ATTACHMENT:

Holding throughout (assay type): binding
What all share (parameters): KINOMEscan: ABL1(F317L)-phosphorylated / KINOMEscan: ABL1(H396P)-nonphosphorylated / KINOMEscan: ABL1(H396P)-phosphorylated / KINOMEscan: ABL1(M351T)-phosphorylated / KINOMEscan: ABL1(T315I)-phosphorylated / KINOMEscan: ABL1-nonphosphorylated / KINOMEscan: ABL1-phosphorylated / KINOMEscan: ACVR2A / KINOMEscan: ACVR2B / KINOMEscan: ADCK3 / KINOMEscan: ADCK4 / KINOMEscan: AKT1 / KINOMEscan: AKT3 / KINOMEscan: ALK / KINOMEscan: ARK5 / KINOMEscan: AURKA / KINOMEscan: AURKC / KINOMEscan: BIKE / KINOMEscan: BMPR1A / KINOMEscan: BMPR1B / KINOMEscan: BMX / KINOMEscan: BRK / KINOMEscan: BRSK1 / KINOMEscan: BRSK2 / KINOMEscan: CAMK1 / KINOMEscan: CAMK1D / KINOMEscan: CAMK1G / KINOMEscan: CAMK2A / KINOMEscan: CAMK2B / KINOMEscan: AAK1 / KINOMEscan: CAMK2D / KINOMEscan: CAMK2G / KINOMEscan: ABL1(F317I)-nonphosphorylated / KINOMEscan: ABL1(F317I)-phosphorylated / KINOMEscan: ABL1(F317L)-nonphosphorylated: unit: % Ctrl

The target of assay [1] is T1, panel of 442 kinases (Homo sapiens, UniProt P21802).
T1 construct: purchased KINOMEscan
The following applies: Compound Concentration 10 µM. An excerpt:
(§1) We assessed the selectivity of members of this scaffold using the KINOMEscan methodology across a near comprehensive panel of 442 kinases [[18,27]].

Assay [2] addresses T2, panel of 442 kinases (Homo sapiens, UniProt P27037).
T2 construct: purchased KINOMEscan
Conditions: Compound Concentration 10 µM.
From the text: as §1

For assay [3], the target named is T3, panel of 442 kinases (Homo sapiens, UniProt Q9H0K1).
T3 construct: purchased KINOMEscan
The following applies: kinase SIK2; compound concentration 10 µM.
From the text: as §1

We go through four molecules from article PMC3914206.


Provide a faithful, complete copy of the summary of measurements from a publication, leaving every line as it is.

Holding throughout (assay type): binding
What all share (parameters): KINOMEscan: ABL1(F317L)-phosphorylated / KINOMEscan: ABL1(H396P)-nonphosphorylated / KINOMEscan: ABL1(H396P)-phosphorylated / KINOMEscan: ABL1(M351T)-phosphorylated / KINOMEscan: ABL1(T315I)-phosphorylated / KINOMEscan: ABL1-nonphosphorylated / KINOMEscan: ABL1-phosphorylated / KINOMEscan: ACVR2A / KINOMEscan: ACVR2B / KINOMEscan: ADCK3 / KINOMEscan: ADCK4 / KINOMEscan: AKT1 / KINOMEscan: AKT3 / KINOMEscan: ALK / KINOMEscan: ARK5 / KINOMEscan: AURKA / KINOMEscan: AURKC / KINOMEscan: BIKE / KINOMEscan: BMPR1A / KINOMEscan: BMPR1B / KINOMEscan: BMX / KINOMEscan: BRK / KINOMEscan: BRSK1 / KINOMEscan: BRSK2 / KINOMEscan: CAMK1 / KINOMEscan: CAMK1D / KINOMEscan: CAMK1G / KINOMEscan: CAMK2A / KINOMEscan: CAMK2B / KINOMEscan: AAK1 / KINOMEscan: CAMK2D / KINOMEscan: CAMK2G / KINOMEscan: ABL1(F317I)-nonphosphorylated / KINOMEscan: ABL1(F317I)-phosphorylated / KINOMEscan: ABL1(F317L)-nonphosphorylated: unit: % Ctrl

The target of assay [1] is T1, panel of 442 kinases (Homo sapiens, UniProt P21802).
T1 construct: purchased KINOMEscan
The following applies: Compound Concentration 10 µM. An excerpt:
(§1) We assessed the selectivity of members of this scaffold using the KINOMEscan methodology across a near comprehensive panel of 442 kinases [[18,27]].

Assay [2] addresses T2, panel of 442 kinases (Homo sapiens, UniProt P27037).
T2 construct: purchased KINOMEscan
Conditions: Compound Concentration 10 µM.
From the text: as §1

For assay [3], the target named is T3, panel of 442 kinases (Homo sapiens, UniProt Q9H0K1).
T3 construct: purchased KINOMEscan
The following applies: kinase SIK2; compound concentration 10 µM.
From the text: as §1

We go through four molecules from article PMC3914206.